An essential guide for Arab-Canadians and a fascinating resource for anyone interested in the dynamics of immigration and...



According to the authors, Canadians must seize the historical moment in order to re-examine and strengthen relationships between Arab-Canadian communities and the nation as a whole.

Ghanem (Two Boys from Aden College, 2012) and Nasrallah believe that recent events provide an ideal opportunity to engage with mainstream Canadian culture and explore “the potential convergence of values owing to the Arab Spring struggle for democracy, dignity, and development.” The authors begin by offering a brief overview of Canadian immigration policies—both past and present—as well as current demographic information about Arab-Canadians: location, age, education, employment, income and gender. After laying this groundwork, the authors then address the cultural diversity within disparate groups lumped together under the broad category of Arab-Canadians. For instance, Ghanem, who hosts a radio show in Ottawa called Dialogue with Diversity, draws upon past interviews with guests from different backgrounds in order to present their distinct experiences, challenges and triumphs. Of particular note is the chapter titled “The Hot Issue of Women and Hijab,” in which the realities of a culture clash are perhaps most evident: acceptable modes of dress, the prospect of dating outside of the community and even the practice of female genital mutilation. In the final chapter, Ghanem and Nasrallah call for greater understanding between the generations and also suggest ways for Arab-Canadians to fully participate in all aspects of society, from sports to politics, media, academia, business and the armed forces. As the authors posit in their central, overarching question: “[A]re we heading toward a new paradigm, a new phase of shedding that prejudicial state of mind that saw most Arabs as antimodernity, antidemocratic, and anti-assimilation to the mainstream Canadian value system?” Despite occasional editing issues, the book is well-organized and full of interesting factoids about Canadian immigration, both in general terms and specifically with regard to the Arab diaspora.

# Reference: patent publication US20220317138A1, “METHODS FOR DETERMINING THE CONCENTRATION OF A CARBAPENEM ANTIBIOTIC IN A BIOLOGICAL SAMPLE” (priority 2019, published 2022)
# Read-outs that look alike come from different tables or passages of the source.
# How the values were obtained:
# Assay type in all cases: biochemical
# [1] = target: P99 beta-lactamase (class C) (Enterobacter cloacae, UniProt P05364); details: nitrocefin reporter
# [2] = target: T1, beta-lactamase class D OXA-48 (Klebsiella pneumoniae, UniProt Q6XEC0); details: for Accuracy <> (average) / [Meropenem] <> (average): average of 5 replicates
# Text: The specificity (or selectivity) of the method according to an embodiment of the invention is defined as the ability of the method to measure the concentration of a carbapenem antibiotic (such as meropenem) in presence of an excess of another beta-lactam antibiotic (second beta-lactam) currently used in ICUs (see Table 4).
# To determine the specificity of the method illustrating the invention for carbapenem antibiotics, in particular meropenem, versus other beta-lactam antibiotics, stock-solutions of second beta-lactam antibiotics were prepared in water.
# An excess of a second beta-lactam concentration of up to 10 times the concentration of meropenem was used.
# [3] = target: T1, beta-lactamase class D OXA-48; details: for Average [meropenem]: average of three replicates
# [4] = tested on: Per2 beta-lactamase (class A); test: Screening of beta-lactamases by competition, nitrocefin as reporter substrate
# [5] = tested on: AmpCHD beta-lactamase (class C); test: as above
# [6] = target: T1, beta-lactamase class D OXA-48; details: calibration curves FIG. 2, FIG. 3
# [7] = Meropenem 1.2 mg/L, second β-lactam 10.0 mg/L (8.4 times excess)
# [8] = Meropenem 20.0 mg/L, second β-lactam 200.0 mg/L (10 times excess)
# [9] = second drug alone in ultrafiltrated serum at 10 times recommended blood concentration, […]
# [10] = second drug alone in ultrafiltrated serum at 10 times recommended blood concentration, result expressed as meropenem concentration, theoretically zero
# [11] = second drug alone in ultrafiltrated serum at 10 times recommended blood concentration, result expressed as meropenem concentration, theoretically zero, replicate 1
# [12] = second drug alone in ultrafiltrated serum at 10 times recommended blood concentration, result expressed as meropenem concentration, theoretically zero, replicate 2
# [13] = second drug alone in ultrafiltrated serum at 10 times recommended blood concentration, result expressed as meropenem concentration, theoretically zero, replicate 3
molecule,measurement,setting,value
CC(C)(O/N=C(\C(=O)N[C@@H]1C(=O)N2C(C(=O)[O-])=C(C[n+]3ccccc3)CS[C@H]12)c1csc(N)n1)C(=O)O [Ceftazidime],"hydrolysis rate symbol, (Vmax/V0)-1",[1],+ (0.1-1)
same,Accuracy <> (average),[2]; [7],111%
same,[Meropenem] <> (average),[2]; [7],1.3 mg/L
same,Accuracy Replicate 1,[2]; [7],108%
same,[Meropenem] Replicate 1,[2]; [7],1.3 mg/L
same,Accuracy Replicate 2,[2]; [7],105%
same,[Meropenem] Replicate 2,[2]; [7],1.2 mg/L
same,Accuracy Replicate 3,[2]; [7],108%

An essential guide for Arab-Canadians and a fascinating resource for anyone interested in the dynamics of immigration and assimilation.

Pub Date: Oct. 8, 2012

ISBN: 978-1478387299

Page Count: 174

Publisher: CreateSpace

Review Posted Online: Dec. 26, 2012

Kirkus Reviews Issue: Feb. 15, 2013

Did you like this book?

No Comments Yet

Not an easy read but an essential one.

Our Verdict

  • Our Verdict
  • GET IT

  • Kirkus Reviews'
    Best Books Of 2019

  • New York Times Bestseller

  • IndieBound Bestseller


Title notwithstanding, this latest from the National Book Award–winning author is no guidebook to getting woke.